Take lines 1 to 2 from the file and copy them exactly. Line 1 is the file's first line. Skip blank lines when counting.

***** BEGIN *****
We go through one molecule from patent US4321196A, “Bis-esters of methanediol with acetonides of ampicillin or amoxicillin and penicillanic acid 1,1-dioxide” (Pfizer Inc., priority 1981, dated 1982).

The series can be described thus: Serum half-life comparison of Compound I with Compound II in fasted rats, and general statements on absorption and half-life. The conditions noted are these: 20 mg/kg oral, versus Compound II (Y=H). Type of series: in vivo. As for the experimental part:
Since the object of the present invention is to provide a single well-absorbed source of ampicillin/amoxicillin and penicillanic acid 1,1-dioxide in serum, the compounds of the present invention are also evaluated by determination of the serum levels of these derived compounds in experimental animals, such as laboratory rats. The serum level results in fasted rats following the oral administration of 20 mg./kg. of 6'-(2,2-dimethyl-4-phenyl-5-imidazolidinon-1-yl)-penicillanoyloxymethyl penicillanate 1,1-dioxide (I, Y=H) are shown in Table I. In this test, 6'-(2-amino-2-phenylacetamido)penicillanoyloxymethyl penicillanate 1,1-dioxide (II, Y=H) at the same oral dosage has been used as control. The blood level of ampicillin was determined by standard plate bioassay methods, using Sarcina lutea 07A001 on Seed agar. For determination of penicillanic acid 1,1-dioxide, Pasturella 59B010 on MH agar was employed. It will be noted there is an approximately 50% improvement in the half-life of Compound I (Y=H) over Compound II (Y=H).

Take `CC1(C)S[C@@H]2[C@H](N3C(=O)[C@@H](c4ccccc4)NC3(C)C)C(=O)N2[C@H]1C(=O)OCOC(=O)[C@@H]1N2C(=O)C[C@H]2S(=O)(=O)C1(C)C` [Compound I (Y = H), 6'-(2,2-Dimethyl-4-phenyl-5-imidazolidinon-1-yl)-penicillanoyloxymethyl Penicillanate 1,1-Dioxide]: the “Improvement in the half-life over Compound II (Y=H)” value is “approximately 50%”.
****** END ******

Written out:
We go through one molecule from patent US4321196A, “Bis-esters of methanediol with acetonides of ampicillin or amoxicillin and penicillanic acid 1,1-dioxide” (Pfizer Inc., priority 1981, dated 1982).

The series can be described thus: Serum half-life comparison of Compound I with Compound II in fasted rats, and general statements on absorption and half-life. The conditions noted are these: 20 mg/kg oral, versus Compound II (Y=H). Type of series: in vivo. As for the experimental part: